Synthetic HDL nanoparticles loaded with small interfering RNA to silence cancer-promoting genes selectively shrunk or destroyed ovarian cancer tumors in mice, a research team led by scientists from The University of Texas MD Anderson Cancer Center and the University of North Texas Health Science Center reports in the April edition of Neoplasia.
"RNA interference has great therapeutic potential but delivering it to cancer cells has been problematic," said Anil Sood.
"Combining siRNA with HDL provides an efficient way to get these molecules to their targets. This study has several important implications in the ability to fight certain cancers."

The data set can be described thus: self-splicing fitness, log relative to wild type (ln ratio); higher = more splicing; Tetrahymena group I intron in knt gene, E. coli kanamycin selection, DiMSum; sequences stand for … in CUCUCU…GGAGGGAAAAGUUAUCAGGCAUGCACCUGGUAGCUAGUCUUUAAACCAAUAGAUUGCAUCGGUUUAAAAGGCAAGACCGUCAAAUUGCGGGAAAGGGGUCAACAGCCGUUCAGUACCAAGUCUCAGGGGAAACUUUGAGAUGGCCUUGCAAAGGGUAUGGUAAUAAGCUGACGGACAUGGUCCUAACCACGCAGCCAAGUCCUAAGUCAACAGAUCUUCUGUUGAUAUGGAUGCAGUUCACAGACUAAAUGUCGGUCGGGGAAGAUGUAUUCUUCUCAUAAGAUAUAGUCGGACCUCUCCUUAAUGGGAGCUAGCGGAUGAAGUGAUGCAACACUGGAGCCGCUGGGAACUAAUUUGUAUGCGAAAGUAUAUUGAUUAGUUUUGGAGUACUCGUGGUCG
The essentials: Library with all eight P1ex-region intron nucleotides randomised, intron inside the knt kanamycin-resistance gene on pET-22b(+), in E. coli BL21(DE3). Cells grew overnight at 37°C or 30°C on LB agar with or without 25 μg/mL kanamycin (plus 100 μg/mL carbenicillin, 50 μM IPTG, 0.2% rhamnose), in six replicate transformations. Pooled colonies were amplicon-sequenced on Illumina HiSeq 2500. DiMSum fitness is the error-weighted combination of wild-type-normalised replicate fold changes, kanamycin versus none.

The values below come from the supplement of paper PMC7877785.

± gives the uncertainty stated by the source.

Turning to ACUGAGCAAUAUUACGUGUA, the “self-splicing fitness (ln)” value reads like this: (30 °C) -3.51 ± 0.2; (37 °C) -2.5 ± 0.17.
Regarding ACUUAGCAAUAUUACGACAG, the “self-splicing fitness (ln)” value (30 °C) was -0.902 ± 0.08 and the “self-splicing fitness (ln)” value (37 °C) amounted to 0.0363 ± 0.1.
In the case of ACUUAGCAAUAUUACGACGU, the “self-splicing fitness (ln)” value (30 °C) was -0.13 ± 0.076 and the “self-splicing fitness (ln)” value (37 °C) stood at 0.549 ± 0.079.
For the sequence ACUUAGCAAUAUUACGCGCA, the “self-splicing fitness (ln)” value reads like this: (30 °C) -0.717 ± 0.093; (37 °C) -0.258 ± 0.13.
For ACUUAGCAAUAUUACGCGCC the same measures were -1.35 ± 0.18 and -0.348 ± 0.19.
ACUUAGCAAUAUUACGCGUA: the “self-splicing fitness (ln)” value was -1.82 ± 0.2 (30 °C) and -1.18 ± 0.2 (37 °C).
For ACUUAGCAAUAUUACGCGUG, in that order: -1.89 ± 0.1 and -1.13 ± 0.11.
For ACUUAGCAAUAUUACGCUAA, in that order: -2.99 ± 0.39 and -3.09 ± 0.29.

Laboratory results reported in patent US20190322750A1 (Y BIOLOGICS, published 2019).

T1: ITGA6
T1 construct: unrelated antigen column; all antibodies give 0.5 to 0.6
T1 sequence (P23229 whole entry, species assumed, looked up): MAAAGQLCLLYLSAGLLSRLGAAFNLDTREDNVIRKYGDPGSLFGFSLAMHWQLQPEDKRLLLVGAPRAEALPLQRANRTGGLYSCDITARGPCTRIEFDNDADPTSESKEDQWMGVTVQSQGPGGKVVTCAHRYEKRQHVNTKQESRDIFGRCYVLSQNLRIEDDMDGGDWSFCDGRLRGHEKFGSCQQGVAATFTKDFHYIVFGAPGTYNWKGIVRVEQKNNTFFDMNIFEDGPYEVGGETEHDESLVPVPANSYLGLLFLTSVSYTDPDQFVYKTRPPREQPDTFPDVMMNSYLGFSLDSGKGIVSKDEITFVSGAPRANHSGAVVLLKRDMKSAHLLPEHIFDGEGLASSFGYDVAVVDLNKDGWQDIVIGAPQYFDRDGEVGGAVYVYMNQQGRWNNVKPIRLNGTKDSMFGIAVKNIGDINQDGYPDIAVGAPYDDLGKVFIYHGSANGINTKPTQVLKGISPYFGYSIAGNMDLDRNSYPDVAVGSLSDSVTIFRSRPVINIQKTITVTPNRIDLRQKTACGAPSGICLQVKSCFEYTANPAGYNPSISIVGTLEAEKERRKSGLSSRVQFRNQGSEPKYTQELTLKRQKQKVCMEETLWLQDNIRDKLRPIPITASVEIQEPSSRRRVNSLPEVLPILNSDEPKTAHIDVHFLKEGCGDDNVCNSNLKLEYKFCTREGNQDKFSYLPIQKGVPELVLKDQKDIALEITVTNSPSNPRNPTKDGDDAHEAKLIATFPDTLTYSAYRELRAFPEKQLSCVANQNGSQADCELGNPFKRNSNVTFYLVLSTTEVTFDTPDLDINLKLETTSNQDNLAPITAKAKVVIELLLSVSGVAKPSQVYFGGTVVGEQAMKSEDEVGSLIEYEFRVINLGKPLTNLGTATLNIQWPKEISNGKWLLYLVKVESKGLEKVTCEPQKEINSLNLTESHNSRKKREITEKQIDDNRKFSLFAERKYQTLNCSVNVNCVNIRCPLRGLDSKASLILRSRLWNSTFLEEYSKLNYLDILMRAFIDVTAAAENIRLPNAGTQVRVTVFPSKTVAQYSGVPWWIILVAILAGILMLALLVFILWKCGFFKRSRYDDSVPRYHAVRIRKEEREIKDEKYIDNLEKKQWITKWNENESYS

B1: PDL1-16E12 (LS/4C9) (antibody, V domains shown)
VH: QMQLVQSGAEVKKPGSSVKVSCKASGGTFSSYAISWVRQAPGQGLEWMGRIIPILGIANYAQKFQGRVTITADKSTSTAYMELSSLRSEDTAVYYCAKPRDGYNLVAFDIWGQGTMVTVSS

The next step is to prepare for human clinical trials, the two scientists said. "If we can knock out 70, 80 or 90 percent of tumors without drug accumulation in normal tissues in mice, it is likely that many cancer patients could benefit from this new type of treatment in the long run," Lacko said.